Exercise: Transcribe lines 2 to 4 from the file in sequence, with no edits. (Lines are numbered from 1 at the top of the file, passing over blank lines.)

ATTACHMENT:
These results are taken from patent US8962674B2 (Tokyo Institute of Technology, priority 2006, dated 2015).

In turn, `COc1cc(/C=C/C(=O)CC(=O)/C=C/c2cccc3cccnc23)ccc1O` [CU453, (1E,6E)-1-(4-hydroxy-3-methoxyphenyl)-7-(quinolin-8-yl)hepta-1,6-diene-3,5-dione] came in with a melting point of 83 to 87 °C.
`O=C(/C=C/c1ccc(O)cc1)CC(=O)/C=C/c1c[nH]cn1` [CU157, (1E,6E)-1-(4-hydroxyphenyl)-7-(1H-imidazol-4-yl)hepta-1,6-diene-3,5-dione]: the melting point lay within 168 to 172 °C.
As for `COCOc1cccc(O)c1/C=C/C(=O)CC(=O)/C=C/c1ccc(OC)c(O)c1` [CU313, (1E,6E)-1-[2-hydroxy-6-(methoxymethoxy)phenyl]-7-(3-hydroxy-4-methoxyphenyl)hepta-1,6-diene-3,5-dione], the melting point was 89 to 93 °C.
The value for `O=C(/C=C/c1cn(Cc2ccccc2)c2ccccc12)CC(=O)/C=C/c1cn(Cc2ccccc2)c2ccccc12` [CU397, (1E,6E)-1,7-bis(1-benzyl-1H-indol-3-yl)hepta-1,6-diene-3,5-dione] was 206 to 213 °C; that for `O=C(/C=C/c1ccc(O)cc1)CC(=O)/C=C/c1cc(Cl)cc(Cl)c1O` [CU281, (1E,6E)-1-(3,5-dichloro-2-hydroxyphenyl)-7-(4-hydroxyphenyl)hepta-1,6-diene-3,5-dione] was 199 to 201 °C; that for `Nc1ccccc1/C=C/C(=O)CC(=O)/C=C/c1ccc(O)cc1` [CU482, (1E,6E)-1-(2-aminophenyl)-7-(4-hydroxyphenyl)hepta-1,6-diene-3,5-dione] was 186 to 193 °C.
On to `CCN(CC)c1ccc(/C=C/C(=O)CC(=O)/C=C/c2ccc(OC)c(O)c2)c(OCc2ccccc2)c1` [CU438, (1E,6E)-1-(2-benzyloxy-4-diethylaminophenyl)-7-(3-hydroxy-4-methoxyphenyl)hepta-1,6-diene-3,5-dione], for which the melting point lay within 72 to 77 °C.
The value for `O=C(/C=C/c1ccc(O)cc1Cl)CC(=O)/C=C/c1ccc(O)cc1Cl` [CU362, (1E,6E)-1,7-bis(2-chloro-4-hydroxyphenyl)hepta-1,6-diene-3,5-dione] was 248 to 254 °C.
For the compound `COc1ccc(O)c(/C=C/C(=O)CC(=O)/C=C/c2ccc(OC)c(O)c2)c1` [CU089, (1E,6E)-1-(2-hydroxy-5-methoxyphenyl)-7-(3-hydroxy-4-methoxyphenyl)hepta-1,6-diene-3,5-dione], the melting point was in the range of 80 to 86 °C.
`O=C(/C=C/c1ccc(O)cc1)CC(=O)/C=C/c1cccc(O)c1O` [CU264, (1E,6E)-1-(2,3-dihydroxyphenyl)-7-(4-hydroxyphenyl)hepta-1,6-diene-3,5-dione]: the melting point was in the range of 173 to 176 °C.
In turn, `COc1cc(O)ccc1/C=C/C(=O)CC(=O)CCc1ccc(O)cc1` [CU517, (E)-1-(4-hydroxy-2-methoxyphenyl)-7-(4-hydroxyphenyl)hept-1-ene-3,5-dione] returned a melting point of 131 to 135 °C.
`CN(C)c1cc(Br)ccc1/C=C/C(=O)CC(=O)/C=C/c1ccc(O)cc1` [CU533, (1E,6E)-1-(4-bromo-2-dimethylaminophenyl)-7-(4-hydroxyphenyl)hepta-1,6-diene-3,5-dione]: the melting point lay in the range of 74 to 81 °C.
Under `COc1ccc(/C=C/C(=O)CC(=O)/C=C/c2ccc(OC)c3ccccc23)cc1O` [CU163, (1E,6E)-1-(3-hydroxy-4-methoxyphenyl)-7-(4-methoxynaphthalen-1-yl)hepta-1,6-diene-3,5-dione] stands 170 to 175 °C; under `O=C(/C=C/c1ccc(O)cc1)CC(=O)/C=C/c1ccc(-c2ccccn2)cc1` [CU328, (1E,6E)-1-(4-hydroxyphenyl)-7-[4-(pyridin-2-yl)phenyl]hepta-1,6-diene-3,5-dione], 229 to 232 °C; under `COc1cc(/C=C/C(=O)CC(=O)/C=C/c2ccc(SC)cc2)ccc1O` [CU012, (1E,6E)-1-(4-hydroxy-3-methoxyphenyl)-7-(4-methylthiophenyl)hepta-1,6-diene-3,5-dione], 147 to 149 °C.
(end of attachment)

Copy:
In turn, `COc1cc(/C=C/C(=O)CC(=O)/C=C/c2cccc3cccnc23)ccc1O` [CU453, (1E,6E)-1-(4-hydroxy-3-methoxyphenyl)-7-(quinolin-8-yl)hepta-1,6-diene-3,5-dione] came in with a melting point of 83 to 87 °C.
`O=C(/C=C/c1ccc(O)cc1)CC(=O)/C=C/c1c[nH]cn1` [CU157, (1E,6E)-1-(4-hydroxyphenyl)-7-(1H-imidazol-4-yl)hepta-1,6-diene-3,5-dione]: the melting point lay within 168 to 172 °C.
As for `COCOc1cccc(O)c1/C=C/C(=O)CC(=O)/C=C/c1ccc(OC)c(O)c1` [CU313, (1E,6E)-1-[2-hydroxy-6-(methoxymethoxy)phenyl]-7-(3-hydroxy-4-methoxyphenyl)hepta-1,6-diene-3,5-dione], the melting point was 89 to 93 °C.